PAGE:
substantial
syncopation,
texture,
structure,
dynamics and
tone colour
Take Your Pick (7 weeks
7 lessons)
Guitar practical chords and riffs Focusses on
pitch, repetition, texture, playing in time in a
group
Gaming
(7 weeks
10 – 11 lessons)
Composition
focusses on
texture,
structure, tone
colour, pitch &
rhythm using
technology
Side Project
(5 weeks
5 lessons) 
Designed for
the students to
choose their
own adventure
from a number of practical
elements. 
Side Project
(5 weeks
7 – 9 lessons) 
Designed for
the students to
choose their
own adventure
from a number of practical
elements. 
Bring on the key(7 Weeks
7 lessons) 
Keyboard chord and melodies
Using Personal
Best strategy
Focusses on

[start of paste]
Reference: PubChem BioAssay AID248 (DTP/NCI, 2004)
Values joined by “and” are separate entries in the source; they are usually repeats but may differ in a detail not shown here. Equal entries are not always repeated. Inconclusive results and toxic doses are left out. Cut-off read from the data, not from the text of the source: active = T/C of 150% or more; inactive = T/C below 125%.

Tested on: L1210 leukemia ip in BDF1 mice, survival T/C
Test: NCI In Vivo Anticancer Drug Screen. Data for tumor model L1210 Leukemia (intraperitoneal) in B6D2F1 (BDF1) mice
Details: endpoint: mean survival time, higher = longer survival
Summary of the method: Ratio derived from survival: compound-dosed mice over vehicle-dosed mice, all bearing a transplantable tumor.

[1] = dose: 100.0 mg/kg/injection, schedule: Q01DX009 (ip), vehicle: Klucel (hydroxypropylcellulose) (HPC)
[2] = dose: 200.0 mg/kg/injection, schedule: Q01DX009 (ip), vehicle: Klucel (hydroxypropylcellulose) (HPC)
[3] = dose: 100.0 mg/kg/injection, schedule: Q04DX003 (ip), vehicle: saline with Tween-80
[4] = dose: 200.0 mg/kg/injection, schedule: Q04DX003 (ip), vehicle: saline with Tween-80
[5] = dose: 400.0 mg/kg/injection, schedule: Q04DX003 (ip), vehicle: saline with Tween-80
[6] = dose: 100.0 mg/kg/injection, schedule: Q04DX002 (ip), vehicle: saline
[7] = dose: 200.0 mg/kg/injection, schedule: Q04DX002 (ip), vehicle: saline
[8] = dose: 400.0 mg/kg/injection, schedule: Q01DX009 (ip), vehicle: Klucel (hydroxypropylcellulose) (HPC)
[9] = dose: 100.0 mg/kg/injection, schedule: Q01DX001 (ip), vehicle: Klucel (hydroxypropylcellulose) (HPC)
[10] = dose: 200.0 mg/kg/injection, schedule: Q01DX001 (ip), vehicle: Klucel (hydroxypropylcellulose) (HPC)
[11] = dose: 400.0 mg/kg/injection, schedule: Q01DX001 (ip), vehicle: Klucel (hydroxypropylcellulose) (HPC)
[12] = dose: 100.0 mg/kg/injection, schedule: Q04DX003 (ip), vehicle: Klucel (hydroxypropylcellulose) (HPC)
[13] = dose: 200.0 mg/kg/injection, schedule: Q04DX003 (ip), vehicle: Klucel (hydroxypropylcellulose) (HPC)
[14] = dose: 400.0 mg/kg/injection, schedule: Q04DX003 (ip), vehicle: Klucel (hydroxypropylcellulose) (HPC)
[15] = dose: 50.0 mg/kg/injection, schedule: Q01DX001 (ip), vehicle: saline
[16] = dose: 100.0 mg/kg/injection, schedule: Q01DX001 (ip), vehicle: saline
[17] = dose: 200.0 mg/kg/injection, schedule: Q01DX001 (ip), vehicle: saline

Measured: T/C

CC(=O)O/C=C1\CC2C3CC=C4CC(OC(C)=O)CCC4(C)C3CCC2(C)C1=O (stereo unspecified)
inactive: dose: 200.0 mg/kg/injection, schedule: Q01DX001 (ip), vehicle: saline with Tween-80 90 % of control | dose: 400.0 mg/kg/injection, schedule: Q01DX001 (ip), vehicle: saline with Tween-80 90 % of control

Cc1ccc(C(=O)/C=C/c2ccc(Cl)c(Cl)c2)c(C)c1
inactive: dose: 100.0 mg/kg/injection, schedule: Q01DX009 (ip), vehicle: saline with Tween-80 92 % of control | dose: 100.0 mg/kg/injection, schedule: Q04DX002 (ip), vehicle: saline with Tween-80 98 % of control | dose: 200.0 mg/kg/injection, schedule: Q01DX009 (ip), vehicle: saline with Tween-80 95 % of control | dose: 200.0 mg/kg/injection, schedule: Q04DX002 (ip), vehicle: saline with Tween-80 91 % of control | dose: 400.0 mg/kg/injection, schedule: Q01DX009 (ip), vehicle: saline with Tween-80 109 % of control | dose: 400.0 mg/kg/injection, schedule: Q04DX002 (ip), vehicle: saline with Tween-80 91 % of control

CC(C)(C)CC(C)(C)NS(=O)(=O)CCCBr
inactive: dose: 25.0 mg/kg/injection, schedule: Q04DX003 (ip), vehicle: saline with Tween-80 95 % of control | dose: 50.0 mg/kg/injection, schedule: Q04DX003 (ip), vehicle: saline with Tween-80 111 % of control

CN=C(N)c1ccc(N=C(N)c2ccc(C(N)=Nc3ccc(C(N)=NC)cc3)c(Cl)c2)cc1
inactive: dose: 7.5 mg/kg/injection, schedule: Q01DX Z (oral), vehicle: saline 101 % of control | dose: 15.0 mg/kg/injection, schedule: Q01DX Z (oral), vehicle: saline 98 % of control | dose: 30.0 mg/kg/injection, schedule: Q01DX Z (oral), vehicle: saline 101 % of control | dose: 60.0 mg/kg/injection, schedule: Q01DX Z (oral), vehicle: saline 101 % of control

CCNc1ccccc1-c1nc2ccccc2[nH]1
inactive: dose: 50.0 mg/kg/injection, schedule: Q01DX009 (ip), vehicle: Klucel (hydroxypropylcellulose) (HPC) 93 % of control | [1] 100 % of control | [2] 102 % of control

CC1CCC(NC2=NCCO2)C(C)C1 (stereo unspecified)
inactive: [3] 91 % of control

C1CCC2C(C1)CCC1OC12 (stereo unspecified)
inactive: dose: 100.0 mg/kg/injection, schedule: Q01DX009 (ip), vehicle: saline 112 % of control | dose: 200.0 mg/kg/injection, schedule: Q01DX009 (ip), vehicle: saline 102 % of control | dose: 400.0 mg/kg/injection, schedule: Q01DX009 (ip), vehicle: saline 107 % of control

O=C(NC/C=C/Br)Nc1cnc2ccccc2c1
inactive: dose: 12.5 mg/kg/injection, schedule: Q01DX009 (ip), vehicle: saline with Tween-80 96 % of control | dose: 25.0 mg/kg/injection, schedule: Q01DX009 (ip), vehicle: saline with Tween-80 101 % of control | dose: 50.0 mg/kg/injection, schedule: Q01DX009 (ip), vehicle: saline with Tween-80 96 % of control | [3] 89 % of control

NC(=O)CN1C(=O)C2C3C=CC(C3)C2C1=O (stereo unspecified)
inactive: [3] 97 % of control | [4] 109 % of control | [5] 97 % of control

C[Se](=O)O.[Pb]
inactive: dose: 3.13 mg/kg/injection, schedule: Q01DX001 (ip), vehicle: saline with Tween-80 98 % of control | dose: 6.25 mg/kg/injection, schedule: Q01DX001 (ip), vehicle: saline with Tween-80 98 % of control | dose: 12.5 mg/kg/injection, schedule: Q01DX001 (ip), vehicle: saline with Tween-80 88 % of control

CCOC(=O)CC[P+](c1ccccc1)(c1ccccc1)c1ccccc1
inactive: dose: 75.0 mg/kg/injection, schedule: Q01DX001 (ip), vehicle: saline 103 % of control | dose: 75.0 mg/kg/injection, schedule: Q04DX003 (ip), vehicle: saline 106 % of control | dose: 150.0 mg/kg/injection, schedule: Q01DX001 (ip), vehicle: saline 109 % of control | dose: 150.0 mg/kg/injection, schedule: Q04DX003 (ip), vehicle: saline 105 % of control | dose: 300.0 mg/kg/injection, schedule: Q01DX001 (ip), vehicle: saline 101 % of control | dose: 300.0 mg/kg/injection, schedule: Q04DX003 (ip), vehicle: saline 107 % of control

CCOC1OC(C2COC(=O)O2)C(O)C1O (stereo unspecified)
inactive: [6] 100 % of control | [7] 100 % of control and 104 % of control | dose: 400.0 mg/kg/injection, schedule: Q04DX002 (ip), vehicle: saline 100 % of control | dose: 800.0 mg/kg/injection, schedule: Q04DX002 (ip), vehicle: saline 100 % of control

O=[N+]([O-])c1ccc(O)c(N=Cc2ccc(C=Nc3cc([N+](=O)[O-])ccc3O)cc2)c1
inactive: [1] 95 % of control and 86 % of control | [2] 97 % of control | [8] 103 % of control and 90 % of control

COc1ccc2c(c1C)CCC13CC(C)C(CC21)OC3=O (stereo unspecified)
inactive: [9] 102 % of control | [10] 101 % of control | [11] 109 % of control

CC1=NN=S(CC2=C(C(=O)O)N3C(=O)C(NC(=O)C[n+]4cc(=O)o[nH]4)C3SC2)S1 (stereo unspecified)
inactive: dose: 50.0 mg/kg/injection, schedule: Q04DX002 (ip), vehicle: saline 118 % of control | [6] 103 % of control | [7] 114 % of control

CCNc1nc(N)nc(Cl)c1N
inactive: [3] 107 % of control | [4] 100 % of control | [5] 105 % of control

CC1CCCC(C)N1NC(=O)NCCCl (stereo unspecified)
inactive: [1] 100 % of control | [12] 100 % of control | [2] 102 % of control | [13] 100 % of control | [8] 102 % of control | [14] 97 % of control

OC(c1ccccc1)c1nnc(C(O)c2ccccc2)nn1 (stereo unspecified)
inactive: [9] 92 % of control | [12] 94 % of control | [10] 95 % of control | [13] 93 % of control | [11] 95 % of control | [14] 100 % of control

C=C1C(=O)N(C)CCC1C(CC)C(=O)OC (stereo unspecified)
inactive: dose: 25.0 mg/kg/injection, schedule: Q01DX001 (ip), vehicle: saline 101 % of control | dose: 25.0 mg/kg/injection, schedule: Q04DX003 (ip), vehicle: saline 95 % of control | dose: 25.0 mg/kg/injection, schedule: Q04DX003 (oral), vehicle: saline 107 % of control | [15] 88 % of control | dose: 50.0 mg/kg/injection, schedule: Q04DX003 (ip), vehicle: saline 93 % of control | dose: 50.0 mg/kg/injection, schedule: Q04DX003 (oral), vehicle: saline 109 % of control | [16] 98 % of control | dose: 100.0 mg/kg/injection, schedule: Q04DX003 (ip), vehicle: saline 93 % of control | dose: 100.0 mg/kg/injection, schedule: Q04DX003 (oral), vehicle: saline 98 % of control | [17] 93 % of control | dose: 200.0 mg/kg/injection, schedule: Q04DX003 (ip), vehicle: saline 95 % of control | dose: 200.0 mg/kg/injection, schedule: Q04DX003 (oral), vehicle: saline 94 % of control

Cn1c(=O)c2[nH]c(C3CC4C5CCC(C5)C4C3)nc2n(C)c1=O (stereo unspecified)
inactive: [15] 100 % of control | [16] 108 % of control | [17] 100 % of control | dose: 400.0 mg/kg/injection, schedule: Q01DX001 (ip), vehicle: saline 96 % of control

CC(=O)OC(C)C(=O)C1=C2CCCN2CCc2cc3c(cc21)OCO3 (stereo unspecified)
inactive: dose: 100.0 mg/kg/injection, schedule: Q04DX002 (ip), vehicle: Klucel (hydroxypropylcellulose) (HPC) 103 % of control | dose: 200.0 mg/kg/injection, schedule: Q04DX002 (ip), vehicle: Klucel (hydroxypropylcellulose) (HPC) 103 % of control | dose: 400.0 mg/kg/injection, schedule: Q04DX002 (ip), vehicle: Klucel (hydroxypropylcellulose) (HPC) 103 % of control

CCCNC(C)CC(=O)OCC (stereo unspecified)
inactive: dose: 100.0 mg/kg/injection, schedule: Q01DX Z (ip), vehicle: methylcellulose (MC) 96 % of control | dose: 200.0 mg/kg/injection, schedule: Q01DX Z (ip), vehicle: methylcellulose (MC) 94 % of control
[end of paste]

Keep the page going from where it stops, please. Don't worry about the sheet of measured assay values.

pitch, repetition, texture, playing in time in a
group
4 Chord Song 
(7 weeks
10 – 11 lessons)
Performance
Reinforces
structure and
delves into
texture using
song form 
Music and
Animation 
(7 Weeks
7 lessons) 
Composition.
Focusses on
aligning sound
effects to
animation.
Focus is also on Instruments of
the orchestra

Launch Pad
(7 weeks
10 – 11 lessons)
Composition
Extends texture and links with tone colour andrhythm, pattern and repetition. 
Side Project
(5 weeks
5 lessons)
Create your
own podcast
Side Project
(5 weeks
7 – 9 lessons) 
Rock band
project  usually
around
christmas carols